After Hearing Concerns about ICE, Texas Sheriff Ran Apparent Traffic Sting That Led to Deportation Proceedings
A community group met with the Bastrop County sheriff in an effort to build trust between the sheriff’s office and the immigrant community. Then, the sheriff ran a sting that led to more than one dozen arrestees being handed over to ICE.
Just weeks after members of Texas-based community group Bastrop Interfaith met with Sheriff Maurice Cook to express concerns about their neighborhoods (illegal dumping, speeding, minor theft) and to begin a dialogue about law enforcement’s relationship with immigrants, Cook presided over an apparent “zero tolerance” traffic sting. During the operation, 63 people were pulled over for traffic offenses, of whom 24 were arrested for offenses such as driving without a license and DWI. Thirteen of those arrested were handed over to ICE for deportation proceedings.
Bastrop Interfaith, which is in Bastrop County, comprises local churches, schools, and clinics. Edie Clark, a leader with the group, told The Appeal that although some members had law enforcement-related concerns, the primary purpose of the meeting with Cook was to build trust between the sheriff’s office and the immigrant community. Clark said the group specifically sought to draw attention to a New York Times article that detailed how undocumented women are often hesitant to report domestic violence because they fear deportation.
But on June 23, three weeks after the meeting, Cook carried out the traffic enforcement operation in predominantly Latinx Bastrop neighborhood of Del Valle. Clark says that Cook even brought in additional law enforcement personnel, including state troopers, which resulted in 63 people being pulled over for traffic violations, most of which were minor. According to Clark, all but one of the 24 arrested had Hispanic surnames.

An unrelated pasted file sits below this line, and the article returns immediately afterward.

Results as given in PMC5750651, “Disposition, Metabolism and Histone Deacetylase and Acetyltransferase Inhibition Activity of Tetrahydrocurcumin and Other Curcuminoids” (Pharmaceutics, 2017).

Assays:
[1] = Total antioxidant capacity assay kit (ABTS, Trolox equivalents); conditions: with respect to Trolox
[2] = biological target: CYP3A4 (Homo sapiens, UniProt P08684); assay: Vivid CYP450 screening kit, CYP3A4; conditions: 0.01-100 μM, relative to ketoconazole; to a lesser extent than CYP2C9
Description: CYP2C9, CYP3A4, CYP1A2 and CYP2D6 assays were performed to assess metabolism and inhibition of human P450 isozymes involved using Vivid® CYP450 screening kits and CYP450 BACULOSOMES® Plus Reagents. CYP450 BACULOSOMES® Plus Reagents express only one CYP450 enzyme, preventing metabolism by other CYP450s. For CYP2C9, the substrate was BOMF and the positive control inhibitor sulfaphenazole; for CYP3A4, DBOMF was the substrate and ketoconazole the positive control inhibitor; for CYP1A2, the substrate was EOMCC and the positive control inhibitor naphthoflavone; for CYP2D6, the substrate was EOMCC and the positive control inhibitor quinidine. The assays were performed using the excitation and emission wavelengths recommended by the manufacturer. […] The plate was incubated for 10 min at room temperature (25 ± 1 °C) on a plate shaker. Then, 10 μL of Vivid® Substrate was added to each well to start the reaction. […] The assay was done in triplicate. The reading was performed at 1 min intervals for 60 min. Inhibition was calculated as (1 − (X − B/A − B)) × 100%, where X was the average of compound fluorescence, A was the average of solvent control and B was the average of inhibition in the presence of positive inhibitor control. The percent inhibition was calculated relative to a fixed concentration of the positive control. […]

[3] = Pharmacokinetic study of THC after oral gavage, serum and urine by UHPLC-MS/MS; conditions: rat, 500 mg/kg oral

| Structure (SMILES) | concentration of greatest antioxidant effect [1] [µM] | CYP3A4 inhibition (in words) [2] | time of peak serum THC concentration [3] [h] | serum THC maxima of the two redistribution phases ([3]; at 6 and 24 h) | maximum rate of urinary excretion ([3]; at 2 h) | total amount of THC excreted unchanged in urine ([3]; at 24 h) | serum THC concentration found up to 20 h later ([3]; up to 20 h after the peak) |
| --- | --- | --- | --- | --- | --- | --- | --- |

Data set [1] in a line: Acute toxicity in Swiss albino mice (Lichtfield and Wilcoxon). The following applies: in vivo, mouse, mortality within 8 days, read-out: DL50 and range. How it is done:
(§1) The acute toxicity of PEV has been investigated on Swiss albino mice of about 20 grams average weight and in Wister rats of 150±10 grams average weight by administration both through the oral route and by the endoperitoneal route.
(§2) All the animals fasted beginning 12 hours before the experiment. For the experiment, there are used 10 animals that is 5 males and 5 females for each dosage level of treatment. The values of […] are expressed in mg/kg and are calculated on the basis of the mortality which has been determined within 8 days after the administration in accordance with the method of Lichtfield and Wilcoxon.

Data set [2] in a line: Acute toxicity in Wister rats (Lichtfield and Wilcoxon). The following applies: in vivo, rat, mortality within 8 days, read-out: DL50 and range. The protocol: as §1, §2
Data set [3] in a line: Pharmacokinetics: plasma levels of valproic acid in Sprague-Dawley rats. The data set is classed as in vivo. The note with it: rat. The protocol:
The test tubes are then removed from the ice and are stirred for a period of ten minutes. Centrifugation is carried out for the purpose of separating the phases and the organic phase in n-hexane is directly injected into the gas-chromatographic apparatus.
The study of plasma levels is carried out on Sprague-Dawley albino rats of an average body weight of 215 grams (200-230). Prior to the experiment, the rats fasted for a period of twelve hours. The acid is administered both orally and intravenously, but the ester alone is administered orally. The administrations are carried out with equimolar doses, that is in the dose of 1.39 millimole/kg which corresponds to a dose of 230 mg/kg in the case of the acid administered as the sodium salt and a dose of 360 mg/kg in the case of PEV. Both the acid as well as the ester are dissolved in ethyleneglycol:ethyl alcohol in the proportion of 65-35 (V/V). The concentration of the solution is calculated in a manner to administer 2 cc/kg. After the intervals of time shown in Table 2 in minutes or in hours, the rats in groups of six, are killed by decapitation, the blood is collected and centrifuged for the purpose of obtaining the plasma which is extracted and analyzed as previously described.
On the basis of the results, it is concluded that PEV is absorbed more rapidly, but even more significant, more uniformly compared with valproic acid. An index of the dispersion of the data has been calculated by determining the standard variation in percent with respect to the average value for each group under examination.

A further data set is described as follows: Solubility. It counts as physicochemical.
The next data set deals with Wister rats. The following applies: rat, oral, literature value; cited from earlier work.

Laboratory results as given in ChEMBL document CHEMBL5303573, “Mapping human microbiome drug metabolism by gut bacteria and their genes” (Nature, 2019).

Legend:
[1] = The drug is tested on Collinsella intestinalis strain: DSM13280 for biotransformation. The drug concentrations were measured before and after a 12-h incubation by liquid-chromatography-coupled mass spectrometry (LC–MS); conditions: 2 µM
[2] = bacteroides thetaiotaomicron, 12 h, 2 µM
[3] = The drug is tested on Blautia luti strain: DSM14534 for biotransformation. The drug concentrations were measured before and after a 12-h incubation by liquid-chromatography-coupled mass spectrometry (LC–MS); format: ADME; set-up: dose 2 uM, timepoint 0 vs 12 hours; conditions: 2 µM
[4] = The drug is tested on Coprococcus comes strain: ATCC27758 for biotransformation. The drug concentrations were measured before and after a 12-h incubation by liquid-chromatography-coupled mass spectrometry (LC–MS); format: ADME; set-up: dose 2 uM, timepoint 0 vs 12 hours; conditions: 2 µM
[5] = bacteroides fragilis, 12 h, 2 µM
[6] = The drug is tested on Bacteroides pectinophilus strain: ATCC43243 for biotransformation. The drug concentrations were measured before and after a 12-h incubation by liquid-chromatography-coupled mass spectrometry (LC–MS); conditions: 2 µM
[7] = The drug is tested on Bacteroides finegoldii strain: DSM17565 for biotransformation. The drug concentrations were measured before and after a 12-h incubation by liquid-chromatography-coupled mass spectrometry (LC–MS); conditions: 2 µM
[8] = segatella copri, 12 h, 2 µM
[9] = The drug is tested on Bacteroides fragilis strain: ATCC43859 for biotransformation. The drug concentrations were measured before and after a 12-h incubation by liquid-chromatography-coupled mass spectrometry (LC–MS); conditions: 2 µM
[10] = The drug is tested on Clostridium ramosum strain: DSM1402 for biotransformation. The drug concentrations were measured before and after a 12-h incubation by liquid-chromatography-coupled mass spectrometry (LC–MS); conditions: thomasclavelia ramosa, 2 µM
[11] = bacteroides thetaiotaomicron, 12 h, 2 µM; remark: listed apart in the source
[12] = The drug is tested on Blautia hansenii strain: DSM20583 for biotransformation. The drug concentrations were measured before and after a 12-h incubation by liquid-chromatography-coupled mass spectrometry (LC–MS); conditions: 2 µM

Clark says that the operation left Bastrop’s Latinx community frightened. “People are afraid to drive or go the grocery store,” she said, “School is out and parents are scared about their children playing outside.”
Their fear is not unfounded: Operations like the one conducted by Sheriff Cook feed President Trump’s deportation machine. As journalist Jorge Rivas noted, “the vast majority of immigrants are transferred to ICE custody from other law enforcement agencies—not as a result of ICE agents knocking on someone’s door seeking to arrest the person that lives there.”
On July 3, Cook, who is a Republican and a former head of the Texas Rangers, released a statement regarding the operation, saying “the only target of the initiative was traffic law violations and the results prove how badly it was needed. The initiative had nothing to do with immigration.” Cook further claimed that the 24 people were arrested “because of the seriousness of the offenses” and that two arrests were connected to the apprehension of a fugitive.
But at least two people were arrested for minor traffic violations. Jacqueline Benitez-Quintana was pulled over for failing to use turn signal and arrested for driving without a license. Eugenio Orozco was ticketed by the same officer for an obscured license plate and then taken into custody for failure to display a driver’s license upon the request of a peace officer. Orozco had a valid license, but presented the officer with his Mexican ID card.
Under Texas law, officers aren’t compelled to arrest individuals for driving without a license and can issue citations instead. The state does not offer licenses to undocumented immigrants.
Carlos González Gutiérrez, Mexico’s consul general in Austin, says at least one of those arrested said that he was questioned about his citizenship; others said they were asked where they were born. Gonzalez also pointed out that the arrests occurred on the day that Mexico bested South Korea in the World Cup and that several people ticketed were wearing the Mexico team’s jerseys. Cook has denied that anyone was asked about their citizenship.
On July 12, Bastrop Interfaith met with Cook to express its frustration and anxiety over the operation. “People were already afraid to report crimes,” said Clark. “And now it’s gotten worse.”